Mob Psycho 100 Season 3 Gets New Trailer One Week Before Premiere

©ONE・小学館/「モブサイコ100 Ⅲ」製作委員会

A new trailer for Mob Psycho 100 III, “full of never-seen clips,” has been released a week before the anime’s October 5 premiere. The trailer begins with a leisurely mood as it focuses on Mob’s high school life and crush on Tsubomi, but becomes intense in the second half with plenty of esper action shown.

Mob Psycho 100 III will be streamed on Crunchyroll. Like the first two seasons, which premiered in 2016 and 2019 respectively, it is based on the Shogakukan-published manga by ONE that ran from 2012 to 2017 with 16 tankoubon volumes. The manga was serialized on Ura Sunday and published under the Ura Shonen Sunday Comics label.

The synopsis for the new season is described as:

MOB is busy with school life and a part-time job as an exorcist. Meanwhile, Reigen and Serizawa, the newest staff member, are busy with the strange requests that keep coming in to the Spirit and Such Consultation Office. Meanwhile, a giant broccoli tree towering in the center of town is now worshipped as a “divine tree” and attracts the people of the town. As EKUBO disappears from the MOB’s sight once again, the psycho helmet cult is gaining new momentum. Sensing danger in the city, the MOB heads for Broccoli. What is really going on inside the sacred tree……!? “One and Only One” Friendship, love, and about himself ; MOB’s youth explodes in this third installment of the series!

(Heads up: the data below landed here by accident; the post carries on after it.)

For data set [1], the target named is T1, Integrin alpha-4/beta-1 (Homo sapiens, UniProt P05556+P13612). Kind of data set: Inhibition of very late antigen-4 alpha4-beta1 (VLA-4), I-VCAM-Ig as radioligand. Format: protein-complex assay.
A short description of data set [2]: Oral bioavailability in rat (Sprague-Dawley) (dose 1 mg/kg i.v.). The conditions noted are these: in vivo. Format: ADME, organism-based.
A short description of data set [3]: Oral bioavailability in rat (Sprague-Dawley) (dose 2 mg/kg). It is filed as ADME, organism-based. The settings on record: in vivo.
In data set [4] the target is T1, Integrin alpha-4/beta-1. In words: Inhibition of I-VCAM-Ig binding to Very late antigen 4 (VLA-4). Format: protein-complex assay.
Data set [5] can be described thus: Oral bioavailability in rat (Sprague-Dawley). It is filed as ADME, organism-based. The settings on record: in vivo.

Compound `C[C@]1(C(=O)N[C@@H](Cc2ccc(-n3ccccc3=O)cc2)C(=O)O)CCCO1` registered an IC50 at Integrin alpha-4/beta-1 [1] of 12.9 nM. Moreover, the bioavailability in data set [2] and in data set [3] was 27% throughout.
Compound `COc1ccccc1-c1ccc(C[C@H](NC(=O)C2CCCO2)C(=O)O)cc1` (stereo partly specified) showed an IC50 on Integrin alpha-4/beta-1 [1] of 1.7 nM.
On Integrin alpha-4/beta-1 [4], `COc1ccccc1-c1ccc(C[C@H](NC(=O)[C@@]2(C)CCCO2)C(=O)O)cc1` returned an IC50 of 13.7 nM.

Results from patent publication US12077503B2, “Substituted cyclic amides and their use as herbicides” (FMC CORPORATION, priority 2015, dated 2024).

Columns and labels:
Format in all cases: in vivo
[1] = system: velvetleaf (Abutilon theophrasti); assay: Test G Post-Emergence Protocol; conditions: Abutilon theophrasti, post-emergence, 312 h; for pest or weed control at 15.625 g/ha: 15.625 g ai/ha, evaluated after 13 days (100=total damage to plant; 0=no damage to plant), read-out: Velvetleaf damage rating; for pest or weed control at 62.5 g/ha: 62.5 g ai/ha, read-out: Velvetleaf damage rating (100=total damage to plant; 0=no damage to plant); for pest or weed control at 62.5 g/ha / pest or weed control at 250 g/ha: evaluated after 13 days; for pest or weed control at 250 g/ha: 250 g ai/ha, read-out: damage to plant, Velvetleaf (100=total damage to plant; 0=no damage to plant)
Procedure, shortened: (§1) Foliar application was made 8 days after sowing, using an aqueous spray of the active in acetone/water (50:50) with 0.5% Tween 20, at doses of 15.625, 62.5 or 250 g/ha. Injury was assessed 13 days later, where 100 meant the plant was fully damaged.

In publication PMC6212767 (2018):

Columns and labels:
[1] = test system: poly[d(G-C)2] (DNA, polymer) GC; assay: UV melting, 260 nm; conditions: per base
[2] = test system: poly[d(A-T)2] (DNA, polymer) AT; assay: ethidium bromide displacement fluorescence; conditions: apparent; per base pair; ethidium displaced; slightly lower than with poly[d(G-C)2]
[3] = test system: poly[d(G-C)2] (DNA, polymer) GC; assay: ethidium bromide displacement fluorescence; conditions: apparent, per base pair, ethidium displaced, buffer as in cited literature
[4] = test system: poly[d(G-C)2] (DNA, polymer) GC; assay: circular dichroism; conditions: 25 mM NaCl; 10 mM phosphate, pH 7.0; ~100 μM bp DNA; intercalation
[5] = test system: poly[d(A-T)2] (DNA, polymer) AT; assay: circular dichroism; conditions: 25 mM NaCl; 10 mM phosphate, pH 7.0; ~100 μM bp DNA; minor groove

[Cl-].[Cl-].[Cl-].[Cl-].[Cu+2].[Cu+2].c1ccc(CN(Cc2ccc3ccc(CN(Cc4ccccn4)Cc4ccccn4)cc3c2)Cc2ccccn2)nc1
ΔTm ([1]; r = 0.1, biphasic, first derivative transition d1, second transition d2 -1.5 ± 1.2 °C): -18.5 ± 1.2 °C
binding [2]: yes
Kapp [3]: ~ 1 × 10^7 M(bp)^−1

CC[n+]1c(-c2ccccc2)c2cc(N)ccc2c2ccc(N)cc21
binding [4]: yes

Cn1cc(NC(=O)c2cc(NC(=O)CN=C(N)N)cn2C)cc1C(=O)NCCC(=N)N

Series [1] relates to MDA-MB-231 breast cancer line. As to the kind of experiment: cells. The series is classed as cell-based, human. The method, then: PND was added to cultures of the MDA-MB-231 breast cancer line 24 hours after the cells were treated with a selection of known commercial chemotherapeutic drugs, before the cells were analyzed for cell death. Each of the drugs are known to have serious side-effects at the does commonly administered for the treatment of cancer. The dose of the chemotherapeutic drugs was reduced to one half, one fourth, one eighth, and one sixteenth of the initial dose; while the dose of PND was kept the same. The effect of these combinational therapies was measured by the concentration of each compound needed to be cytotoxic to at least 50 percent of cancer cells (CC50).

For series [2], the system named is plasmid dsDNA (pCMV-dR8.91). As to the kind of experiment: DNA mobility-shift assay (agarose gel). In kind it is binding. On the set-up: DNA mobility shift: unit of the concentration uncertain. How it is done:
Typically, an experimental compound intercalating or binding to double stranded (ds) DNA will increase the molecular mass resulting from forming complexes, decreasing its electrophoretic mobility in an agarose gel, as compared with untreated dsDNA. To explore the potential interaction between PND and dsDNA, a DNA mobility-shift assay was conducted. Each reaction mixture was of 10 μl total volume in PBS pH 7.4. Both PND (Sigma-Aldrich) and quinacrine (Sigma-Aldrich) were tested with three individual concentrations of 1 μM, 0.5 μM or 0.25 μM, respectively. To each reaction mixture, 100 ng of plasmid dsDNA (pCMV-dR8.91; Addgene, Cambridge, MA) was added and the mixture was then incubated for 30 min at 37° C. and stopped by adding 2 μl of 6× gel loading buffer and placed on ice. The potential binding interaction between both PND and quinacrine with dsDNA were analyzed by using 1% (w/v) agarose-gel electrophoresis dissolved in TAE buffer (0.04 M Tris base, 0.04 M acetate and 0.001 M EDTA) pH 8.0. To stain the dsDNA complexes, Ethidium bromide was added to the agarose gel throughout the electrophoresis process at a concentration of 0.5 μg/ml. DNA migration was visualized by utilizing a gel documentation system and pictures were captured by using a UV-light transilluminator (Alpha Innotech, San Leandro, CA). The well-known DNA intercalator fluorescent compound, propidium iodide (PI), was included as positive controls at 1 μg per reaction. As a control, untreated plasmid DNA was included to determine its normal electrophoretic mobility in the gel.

The returning anime staff includes Yoshimichi Kameda as character designer, Hiroshi Seko as series composer and writer, Shihoko Nakayama as color designer, Ryou Kouno as art director, Mayuko Furumoto as photography director, and Kenji Kawai as music composer. Bones is again the animation production studio. 

Yuzuru Tachikawa, the director of Mob Psycho 100’s first two seasons, will be the chief director for Season 3, while Mob Psycho 100 Season 2 episode director Takahiro Hasui will take over the role of director. 

Source: @mobpsycho_anime

Melvyn originally wanted to write about video games, so he spent a few years, starting from his college days, doing so. He still likes video games, but now focuses on writing anime-related news content and the occasional review for Anime Trending. Some of his free time is spent self-learning Japanese, both out of interest in the language and because English-translated light novels and manga are expensive.
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